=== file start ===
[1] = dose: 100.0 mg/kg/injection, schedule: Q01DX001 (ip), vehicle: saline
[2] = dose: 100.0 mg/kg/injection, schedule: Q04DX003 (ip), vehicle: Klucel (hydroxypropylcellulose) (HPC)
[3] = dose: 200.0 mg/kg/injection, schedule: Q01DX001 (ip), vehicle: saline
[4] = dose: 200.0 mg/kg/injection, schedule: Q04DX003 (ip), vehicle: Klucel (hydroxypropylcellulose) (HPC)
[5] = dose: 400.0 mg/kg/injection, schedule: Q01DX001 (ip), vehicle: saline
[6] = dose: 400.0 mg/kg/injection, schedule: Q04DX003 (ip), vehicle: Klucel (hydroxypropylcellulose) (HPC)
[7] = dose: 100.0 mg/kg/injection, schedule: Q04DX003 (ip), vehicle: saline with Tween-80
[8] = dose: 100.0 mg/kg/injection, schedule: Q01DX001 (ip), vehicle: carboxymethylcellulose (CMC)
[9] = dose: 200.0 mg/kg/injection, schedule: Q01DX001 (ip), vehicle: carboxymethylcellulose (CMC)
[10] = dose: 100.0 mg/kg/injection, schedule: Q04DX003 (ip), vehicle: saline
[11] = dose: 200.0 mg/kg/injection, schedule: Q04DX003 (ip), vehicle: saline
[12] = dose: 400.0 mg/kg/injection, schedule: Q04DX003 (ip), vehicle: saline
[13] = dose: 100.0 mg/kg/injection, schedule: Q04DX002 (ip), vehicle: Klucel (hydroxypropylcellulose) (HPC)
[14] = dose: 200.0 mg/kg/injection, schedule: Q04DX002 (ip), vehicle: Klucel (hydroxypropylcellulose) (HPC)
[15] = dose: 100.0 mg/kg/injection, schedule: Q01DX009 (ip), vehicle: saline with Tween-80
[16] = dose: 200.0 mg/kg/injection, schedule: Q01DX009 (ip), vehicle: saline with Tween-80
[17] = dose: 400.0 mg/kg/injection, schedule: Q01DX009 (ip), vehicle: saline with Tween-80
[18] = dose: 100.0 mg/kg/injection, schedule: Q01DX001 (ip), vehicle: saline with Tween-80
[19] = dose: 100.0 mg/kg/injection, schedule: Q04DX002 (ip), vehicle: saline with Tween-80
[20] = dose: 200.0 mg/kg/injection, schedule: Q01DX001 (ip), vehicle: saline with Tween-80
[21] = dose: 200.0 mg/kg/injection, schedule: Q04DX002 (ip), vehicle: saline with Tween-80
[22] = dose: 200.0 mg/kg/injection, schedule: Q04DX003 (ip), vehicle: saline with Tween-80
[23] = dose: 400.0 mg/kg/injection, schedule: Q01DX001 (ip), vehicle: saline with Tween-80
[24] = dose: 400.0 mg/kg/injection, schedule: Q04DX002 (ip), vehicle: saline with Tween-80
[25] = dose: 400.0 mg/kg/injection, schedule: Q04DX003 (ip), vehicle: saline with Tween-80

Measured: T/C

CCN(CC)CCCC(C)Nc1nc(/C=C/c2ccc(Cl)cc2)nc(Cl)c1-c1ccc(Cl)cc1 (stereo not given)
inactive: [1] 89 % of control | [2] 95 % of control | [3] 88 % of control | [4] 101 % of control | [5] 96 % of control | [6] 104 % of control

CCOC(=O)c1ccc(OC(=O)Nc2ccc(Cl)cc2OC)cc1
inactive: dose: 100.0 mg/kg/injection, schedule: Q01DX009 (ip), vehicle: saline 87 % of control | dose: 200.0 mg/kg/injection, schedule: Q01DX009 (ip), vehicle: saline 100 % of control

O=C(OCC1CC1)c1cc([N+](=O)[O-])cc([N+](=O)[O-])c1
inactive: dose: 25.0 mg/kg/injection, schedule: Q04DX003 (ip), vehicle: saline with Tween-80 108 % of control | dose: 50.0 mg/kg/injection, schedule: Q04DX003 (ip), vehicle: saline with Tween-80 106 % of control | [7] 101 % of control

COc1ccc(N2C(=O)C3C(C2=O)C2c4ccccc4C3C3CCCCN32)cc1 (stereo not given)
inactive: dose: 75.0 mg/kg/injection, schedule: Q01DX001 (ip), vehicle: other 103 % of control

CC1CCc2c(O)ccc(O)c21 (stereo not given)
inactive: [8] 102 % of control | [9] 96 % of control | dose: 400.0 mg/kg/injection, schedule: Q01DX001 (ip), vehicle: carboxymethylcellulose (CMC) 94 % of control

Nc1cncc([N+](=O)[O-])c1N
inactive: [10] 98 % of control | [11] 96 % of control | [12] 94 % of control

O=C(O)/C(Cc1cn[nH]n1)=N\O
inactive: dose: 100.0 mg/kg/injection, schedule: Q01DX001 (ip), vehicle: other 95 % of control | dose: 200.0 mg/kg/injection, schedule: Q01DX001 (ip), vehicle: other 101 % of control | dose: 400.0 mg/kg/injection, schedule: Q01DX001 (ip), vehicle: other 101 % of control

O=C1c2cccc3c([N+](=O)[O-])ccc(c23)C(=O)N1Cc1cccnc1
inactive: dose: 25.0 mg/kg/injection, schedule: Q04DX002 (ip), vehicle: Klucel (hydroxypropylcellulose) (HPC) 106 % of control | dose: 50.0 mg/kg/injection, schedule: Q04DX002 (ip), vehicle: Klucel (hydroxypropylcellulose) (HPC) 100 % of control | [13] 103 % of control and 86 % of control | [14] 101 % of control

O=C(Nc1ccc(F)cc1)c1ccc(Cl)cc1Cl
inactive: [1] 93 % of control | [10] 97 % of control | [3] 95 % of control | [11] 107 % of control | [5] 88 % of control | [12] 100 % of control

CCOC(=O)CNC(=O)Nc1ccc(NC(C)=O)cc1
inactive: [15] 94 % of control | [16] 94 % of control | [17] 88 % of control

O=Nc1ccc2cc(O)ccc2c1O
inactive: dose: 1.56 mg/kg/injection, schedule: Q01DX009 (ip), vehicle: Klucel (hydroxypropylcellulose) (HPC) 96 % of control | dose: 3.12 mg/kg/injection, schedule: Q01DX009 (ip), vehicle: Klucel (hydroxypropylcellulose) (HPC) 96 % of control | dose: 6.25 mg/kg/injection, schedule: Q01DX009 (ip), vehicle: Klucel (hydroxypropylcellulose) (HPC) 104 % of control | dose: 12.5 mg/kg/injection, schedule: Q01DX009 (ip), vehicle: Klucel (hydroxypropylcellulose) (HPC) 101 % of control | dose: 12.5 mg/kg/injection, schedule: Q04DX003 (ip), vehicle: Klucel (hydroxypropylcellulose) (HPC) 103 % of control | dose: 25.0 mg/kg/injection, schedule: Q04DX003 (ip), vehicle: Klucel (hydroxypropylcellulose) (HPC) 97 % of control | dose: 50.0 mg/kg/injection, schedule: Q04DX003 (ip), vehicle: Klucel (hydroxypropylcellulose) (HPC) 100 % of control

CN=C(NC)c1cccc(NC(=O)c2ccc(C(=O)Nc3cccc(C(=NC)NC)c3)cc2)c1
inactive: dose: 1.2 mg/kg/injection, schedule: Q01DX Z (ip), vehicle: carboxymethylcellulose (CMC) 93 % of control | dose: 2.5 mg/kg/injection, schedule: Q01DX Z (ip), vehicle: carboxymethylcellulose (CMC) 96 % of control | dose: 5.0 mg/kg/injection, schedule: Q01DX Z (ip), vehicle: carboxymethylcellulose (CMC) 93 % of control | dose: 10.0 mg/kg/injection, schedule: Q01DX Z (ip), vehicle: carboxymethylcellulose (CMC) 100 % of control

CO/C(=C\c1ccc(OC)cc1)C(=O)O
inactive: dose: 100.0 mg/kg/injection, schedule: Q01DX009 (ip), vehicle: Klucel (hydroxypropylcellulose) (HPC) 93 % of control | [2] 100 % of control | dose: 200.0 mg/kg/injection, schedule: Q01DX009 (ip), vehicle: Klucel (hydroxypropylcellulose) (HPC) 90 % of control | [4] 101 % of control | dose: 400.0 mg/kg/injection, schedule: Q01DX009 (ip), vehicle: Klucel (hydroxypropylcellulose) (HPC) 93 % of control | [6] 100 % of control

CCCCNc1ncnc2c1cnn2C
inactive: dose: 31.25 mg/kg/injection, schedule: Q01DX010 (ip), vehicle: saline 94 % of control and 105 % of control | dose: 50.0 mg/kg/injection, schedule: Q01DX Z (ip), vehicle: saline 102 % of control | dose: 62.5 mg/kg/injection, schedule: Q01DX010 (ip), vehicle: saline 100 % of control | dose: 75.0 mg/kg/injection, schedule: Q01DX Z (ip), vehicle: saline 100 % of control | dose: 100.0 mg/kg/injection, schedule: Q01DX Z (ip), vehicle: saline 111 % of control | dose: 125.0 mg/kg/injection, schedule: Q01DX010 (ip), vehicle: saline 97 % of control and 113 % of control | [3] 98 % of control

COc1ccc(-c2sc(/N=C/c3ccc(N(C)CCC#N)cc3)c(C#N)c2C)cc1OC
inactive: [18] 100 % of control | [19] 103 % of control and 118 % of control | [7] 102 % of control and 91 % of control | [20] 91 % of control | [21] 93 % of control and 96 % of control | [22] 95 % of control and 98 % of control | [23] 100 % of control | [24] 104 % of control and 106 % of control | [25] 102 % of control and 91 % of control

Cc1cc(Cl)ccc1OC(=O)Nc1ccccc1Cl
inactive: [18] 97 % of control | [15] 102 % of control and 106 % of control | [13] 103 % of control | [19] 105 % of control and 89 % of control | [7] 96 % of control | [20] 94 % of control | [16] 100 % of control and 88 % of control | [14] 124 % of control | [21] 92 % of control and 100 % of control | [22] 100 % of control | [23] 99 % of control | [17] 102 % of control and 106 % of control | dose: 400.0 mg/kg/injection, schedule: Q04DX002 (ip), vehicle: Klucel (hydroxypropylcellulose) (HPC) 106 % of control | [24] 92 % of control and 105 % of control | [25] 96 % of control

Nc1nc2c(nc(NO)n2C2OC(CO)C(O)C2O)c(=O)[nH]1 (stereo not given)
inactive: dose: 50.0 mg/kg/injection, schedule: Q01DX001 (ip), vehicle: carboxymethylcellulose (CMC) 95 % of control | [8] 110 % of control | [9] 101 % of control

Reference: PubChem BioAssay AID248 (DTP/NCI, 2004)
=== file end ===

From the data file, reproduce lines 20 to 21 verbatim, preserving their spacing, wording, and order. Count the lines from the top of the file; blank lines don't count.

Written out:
[20] = dose: 200.0 mg/kg/injection, schedule: Q01DX001 (ip), vehicle: saline with Tween-80
[21] = dose: 200.0 mg/kg/injection, schedule: Q04DX002 (ip), vehicle: saline with Tween-80